Why are Newspapers Still Obsessed with Paper?

What is it with tech bigwigs dispensing a mix of obvious and poorly thought out advice to newspapers?

Google's chief economist and the founder of the world's first popular Web browser both argued this past week that newspapers need to more quickly move online (shock!), but neither address the key thing holding publications back: the ad revenue disparity.

Netscape founder Marc Andreesen on Friday told TechCrunch his longstanding recommendation that newspapers and magazines "should shut down their print editions and embrace the Web wholeheartedly." Google's Hal Varian made a similar argument in a Tuesday blog post. "The best thing that newspapers can do now is experiment, experiment, experiment," he wrote:

There are huge cost savings associated with online news. Roughly 50% of the cost of producing a physical newspaper is in printing and distribution, with only about 15% of total costs being editorial. Newspapers could save a lot of money if the primary access to news was via the internet.

Print is expensive and dying, online is the future. So what's holding papers back? Maybe it has something to do with, oh I don't know, money?

On his Reflections Of A Newsosaur blog, Alan D. Mutter points out exactly why Andreesen (and implicitly Varian) is wrong. In 2008, interactive advertising accounted for about 8 percent of industry ad sales, he writes. Even accounting for a $10 billion decline this year, he still estimates print revenues will be over $30 billion.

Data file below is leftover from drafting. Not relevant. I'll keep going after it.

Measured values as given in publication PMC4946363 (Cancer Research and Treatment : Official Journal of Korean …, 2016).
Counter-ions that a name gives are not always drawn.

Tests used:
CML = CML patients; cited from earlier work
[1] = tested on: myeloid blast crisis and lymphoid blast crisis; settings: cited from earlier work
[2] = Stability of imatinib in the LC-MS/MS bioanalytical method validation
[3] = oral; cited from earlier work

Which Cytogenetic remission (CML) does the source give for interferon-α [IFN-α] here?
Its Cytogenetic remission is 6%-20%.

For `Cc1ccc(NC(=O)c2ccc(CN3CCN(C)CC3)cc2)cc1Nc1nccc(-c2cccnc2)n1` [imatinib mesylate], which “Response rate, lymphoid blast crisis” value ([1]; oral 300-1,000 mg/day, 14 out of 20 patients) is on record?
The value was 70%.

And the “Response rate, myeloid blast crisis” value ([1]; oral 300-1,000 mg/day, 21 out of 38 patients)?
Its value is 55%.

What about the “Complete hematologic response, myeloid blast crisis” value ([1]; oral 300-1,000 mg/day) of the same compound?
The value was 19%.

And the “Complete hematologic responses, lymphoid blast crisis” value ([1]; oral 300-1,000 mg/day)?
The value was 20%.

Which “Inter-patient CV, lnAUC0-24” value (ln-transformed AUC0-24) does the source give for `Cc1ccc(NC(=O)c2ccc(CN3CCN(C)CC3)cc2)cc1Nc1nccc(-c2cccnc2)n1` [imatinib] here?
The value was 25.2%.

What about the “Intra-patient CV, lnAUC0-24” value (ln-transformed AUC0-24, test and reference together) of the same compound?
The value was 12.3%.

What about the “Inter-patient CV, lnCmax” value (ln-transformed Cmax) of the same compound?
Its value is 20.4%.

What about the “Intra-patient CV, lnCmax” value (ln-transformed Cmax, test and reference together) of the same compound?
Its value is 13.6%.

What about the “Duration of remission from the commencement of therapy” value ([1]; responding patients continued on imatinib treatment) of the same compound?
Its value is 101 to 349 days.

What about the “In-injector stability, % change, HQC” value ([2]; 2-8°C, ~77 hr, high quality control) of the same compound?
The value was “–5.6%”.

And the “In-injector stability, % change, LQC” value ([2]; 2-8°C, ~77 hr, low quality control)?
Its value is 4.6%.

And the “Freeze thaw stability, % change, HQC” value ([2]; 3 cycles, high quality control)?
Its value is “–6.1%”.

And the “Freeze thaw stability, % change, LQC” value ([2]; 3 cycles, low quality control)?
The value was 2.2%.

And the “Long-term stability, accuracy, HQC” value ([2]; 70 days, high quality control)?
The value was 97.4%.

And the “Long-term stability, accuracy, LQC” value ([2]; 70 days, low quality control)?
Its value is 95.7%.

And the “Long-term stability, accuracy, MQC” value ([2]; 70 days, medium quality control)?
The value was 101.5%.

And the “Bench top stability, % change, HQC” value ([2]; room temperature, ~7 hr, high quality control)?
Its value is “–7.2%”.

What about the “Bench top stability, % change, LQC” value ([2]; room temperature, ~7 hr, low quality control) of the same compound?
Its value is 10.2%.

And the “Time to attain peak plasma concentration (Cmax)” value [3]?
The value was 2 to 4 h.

It doesn't take a certifiable Silicon Valley genius to see that no business can walk away from some 90% of its revenue base without imploding. Andreessen should know this better than most, because he watched Netscape, the pioneering browser company he helped launch, go from supernova to black hole in a few short years.

Ignoring the Web is obviously suicide, but there is a reason publications are taking their time.

One of the biggest success stories in recent years is Politico, which was founded in 2007, and is expected to at least break even this year. How were they able to do it? With a print product. In his August 2009 Vanity Fair profile, Michael Wolff writes that Politico's Internet cachet "has enabled a tabloid-size print version of Politico (also called Politico) to thrive and more than double the company's revenues."

Google's Varian points out why this is. On an average day, we spend about 70 seconds reading news online and 25 minutes reading it offline, he wrote. "Not surprisingly, advertisers are willing to pay more for their share of readers' attention during that 25 minutes of offline reading than during the 70 seconds of online reading."

And, ultimately, he does make an interesting point, albeit indirectly. Replace that 25 minutes offline with an equivalent time on a tablet, and publications can reap the benefits of high-value ads while also saving on printing and distribution. Now that's an argument that makes sense.

[For another take on Google's prescription for Web newspapers, read Derek Thompson's 3 Big Problems for Online Advertisers]

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Niraj Chokshi is a former staff editor at TheAtlantic.com, where he wrote about technology. He is currently freelancing and can be reached through his personal website, NirajC.com. More

Niraj previously reported on the business of the nation's largest law firms for The Recorder, a San Francisco legal newspaper. He has also been published in The Hartford Courant, The Seattle Times and The Age, in Melbourne, Australia. He's also a longtime programmer and sometimes website designer.

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